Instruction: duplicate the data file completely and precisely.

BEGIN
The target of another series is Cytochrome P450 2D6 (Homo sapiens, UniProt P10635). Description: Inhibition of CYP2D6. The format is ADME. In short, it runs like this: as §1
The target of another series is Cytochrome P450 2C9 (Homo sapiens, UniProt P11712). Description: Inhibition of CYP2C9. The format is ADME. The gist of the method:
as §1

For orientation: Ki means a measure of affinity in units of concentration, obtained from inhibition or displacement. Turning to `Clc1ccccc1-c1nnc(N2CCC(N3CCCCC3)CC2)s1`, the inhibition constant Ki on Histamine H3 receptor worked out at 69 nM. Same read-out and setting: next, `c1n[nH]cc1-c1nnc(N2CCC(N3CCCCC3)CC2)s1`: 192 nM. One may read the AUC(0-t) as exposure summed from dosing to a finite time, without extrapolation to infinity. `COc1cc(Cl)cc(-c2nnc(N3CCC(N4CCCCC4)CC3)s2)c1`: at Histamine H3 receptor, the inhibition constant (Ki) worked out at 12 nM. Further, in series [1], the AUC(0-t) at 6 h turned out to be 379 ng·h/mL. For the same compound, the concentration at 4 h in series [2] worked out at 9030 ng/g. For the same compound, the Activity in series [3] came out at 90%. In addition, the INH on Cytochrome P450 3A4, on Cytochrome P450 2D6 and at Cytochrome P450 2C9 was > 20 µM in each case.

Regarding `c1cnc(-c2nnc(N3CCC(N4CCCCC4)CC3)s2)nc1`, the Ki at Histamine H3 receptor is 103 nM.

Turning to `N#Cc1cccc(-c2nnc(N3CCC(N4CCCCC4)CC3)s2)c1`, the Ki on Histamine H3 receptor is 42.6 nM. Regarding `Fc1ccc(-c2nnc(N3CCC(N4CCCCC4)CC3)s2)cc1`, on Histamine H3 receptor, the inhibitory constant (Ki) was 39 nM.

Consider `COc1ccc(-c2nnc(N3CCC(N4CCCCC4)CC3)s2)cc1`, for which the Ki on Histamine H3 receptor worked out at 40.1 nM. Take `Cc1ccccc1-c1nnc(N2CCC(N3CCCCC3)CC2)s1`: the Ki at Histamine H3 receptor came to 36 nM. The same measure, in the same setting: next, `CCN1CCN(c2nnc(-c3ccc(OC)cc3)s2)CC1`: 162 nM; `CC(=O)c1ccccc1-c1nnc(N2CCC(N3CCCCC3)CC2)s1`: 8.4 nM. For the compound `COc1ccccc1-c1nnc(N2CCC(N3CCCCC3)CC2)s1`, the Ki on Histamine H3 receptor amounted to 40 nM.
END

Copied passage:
The target of another series is Cytochrome P450 2D6 (Homo sapiens, UniProt P10635). Description: Inhibition of CYP2D6. The format is ADME. In short, it runs like this: as §1
The target of another series is Cytochrome P450 2C9 (Homo sapiens, UniProt P11712). Description: Inhibition of CYP2C9. The format is ADME. The gist of the method:
as §1

For orientation: Ki means a measure of affinity in units of concentration, obtained from inhibition or displacement. Turning to `Clc1ccccc1-c1nnc(N2CCC(N3CCCCC3)CC2)s1`, the inhibition constant Ki on Histamine H3 receptor worked out at 69 nM. Same read-out and setting: next, `c1n[nH]cc1-c1nnc(N2CCC(N3CCCCC3)CC2)s1`: 192 nM. One may read the AUC(0-t) as exposure summed from dosing to a finite time, without extrapolation to infinity. `COc1cc(Cl)cc(-c2nnc(N3CCC(N4CCCCC4)CC3)s2)c1`: at Histamine H3 receptor, the inhibition constant (Ki) worked out at 12 nM. Further, in series [1], the AUC(0-t) at 6 h turned out to be 379 ng·h/mL. For the same compound, the concentration at 4 h in series [2] worked out at 9030 ng/g. For the same compound, the Activity in series [3] came out at 90%. In addition, the INH on Cytochrome P450 3A4, on Cytochrome P450 2D6 and at Cytochrome P450 2C9 was > 20 µM in each case.

Regarding `c1cnc(-c2nnc(N3CCC(N4CCCCC4)CC3)s2)nc1`, the Ki at Histamine H3 receptor is 103 nM.

Turning to `N#Cc1cccc(-c2nnc(N3CCC(N4CCCCC4)CC3)s2)c1`, the Ki on Histamine H3 receptor is 42.6 nM. Regarding `Fc1ccc(-c2nnc(N3CCC(N4CCCCC4)CC3)s2)cc1`, on Histamine H3 receptor, the inhibitory constant (Ki) was 39 nM.

Consider `COc1ccc(-c2nnc(N3CCC(N4CCCCC4)CC3)s2)cc1`, for which the Ki on Histamine H3 receptor worked out at 40.1 nM. Take `Cc1ccccc1-c1nnc(N2CCC(N3CCCCC3)CC2)s1`: the Ki at Histamine H3 receptor came to 36 nM. The same measure, in the same setting: next, `CCN1CCN(c2nnc(-c3ccc(OC)cc3)s2)CC1`: 162 nM; `CC(=O)c1ccccc1-c1nnc(N2CCC(N3CCCCC3)CC2)s1`: 8.4 nM. For the compound `COc1ccccc1-c1nnc(N2CCC(N3CCCCC3)CC2)s1`, the Ki on Histamine H3 receptor amounted to 40 nM.